Amope Pedi Perfect Wet and Dry
Do you feel like you have more disappointing nail salon memories than relaxing, majestic ones? I know I do! The natural solution, of course, is is to take matters into my own hands – literally. For me, the biggest parts of a pedicure are correcting my eponychium and cuticles and reducing my calluses. Over the years, I’ve used plenty of products: rasps, Ped-Egg-type solutions, those horribly scary Credo blades, pumice stones, Mr. Pumi bars (which are pretty nice for mild cases and daily upkeep). A few years ago, my husband got me a
ridiculous powertool shockingly good, albeit occasionally awkward-to-use motorized callus buffer. It is FANTASTIC! (yeah, caps and exclamation points) at removing the bulk of thick, unwanted calluses, but it can leave things uneven in its wake. That’s where the Amope Pedi Perfect Wet and Dry comes in.
This was another Costco score; while there for groceries, my husband saw it on sale for $39.99 (normally $59.99 at Costco) and picked it up for me unprompted (ha, not my purchase choice; therefore no buy intact!).
The Amope Pedi Perfect Wet and Dry was sold as a value bundle that included:
- The (rechargeable!) device
- Five roller-file heads
- One storage bag
This is compared with the device’s normal price (sans extras) at Amazon, Walmart, Target, and other retailers of $37-50. The Amope Pedi Perfect Wet and Dry refills rate $15 for a pack of two. The price at Costco (when on sale) represents a savings of about $30-40.
For years, I ignored the Amope devices because most of them require conventional batteries. I try to avoid purchasing (and, as a result, having to dispose of) conventional batteries as much as possible. Although I could use rechargeable batteries, I didn’t want to bother so I love that the Amope Pedi Perfect Wet and Dry has an internal, rechargeable battery.
Like most rechargeable devices, before use you have to set and forget the device on the charger for a few hours. The charger is a simple USB charging cradle. An AC adapter is included to make things easier. Some reviewers reported difficulty with the charging cradle, that it perhaps doesn’t charge properly. My charging cradle doesn’t malfunction, but it is a little particular about having the device seated just so the contacts receive a current.
According to Amope, a three-hour charge should provide twenty minutes of continuous filing. That’s more than plenty for my needs.
Ergonomics and Speed
In your hand, the Amope device has enough weight to feel sturdy but not so much that it feels heavy or unwieldy. The handle is coated in a smooth, soft-touch silicone that makes it easy to keep a grip on in the shower. The device has two speeds; I find the higher speed to be more effective for smoothing. Like my Clarisonic Mia2, I hardly ever touch the lower speed.
I don’t use the Amope Pedi Perfect Wet and Dry for heavy duty callus reduction. I use the Tip2Toe with this inexpensive callus remover gel for that, then I go over everything with the Amope to smooth over everything. It does a fantastic job of evening out areas that are difficult to work on with the flat disc of the Tip2Toe. The Amope is WAY better for curved areas such as the edges of the heels or contours of the toes.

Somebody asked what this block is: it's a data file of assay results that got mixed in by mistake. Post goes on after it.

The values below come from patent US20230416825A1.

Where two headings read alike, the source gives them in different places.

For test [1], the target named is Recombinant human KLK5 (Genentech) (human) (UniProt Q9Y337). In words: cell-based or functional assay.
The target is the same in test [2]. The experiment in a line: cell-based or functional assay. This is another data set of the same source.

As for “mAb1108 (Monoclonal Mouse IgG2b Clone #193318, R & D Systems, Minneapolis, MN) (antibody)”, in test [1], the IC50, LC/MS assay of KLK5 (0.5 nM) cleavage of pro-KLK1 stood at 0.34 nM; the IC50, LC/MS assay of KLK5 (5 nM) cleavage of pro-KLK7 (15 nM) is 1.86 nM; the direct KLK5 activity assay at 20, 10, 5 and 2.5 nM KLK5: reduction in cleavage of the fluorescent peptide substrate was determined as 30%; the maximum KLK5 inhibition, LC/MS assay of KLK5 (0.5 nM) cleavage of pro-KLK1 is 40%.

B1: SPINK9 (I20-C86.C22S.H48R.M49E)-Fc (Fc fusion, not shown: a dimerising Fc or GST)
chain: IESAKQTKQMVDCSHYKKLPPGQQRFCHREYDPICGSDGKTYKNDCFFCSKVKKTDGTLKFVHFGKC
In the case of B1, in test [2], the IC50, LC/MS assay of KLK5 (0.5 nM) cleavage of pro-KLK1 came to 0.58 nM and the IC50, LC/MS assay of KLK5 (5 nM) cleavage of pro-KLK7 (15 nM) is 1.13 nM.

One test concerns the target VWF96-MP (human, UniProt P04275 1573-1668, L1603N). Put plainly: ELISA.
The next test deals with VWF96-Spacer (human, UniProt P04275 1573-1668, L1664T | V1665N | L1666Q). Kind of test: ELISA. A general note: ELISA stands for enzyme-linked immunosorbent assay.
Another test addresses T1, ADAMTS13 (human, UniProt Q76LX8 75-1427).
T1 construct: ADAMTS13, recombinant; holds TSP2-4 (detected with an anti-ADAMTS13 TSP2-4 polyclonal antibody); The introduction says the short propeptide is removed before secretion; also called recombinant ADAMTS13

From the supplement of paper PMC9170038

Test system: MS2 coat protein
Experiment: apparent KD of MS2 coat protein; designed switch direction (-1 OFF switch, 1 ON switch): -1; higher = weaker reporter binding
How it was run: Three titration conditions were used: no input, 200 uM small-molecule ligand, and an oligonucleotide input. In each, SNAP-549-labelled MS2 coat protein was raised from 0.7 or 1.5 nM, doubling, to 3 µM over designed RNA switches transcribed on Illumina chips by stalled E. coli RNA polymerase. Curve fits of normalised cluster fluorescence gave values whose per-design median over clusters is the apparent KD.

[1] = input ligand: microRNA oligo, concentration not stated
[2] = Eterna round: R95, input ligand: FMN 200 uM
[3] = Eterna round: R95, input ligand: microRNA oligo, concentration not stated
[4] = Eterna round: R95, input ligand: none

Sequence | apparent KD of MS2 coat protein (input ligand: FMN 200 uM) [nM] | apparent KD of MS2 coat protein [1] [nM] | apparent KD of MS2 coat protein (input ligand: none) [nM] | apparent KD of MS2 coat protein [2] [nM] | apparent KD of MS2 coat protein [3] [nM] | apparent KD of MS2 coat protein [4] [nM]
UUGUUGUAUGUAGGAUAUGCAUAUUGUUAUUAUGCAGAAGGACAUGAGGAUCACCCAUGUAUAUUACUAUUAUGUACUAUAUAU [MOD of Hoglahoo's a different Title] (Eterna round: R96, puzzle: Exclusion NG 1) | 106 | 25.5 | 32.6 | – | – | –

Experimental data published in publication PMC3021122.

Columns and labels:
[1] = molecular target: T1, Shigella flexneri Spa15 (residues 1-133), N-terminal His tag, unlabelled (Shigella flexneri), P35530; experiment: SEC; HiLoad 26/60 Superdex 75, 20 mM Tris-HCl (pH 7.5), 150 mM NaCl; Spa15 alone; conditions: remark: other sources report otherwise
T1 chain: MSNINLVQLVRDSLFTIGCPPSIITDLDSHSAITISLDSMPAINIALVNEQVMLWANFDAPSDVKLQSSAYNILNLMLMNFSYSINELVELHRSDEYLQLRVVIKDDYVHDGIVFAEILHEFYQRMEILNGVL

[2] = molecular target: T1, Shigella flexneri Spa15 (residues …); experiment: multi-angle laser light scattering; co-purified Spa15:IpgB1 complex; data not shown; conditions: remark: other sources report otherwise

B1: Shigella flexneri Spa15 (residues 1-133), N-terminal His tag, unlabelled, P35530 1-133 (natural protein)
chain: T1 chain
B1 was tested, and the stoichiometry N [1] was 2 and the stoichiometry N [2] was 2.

In the shower, I apply some shower gel to the soles of my feet and use the Amope scrub and slough. Overall, though, I find it significantly more effective on dry skin than wet. This is corroborated by Amope’s FAQ.
On dry skin, I use to touch up and keep thick callouses at bay. It also follows up my aggressive biweekly Tip2Toe treatment. The latter device is effective, but it doesn’t refine – so while it would reduce the bulk, I’d still have an awkward transition between treated and untreated skin. It was bizarre and probably would still look awkward in certain sandals.
Honestly, it’s all kinda gross – all this stuff is! But it makes a big difference in maintaining a pedicure.
Compared to my other device, there is virtually no learning curve. It took me a while to figure out how to best-use my Tip2Toe and, years later, it remains tricky. The other great thing is that because this does not have the motor of a bona fide power tool, the possibility of injury during use is very low. You aren’t going to cut or burn yourself using the Amope Pedi Perfect.
Wear & Replacement
I’ve had the device for two months now and I’m still using the same roller head. Amope does not mandate changing out the roller at a particular interval; they clarify that it is usage and callus-severity based. I think I can get another month out of the roller I currently have installed, which means I would get fifteen months out of my current stock (what came with the kit).
The Bottom Line
Given that it isn’t well-suited to heavy-duty reduction, I wouldn’t recommend only the Amope Pedi Perfect Wet and Dry device for people with seriously thick calluses. I don’t know about you, but I my feet are crazy callus-prone. Add to that walking on the balls of my feet when barefoot (yes, it is ridiculous), and I need an industrial approach. This wouldn’t cut it for me alone, but I am glad I have it.
For those who appreciate shoes more than I do or are lucky in that they just don’t callus much, the Amope Pedi Perfect Wet and Dry ought to be a good fit for you. I think it would make a nice gift for those interested in beauty and personal care as well.
Make sure to consult your doctor about pedicure treatments for your safety.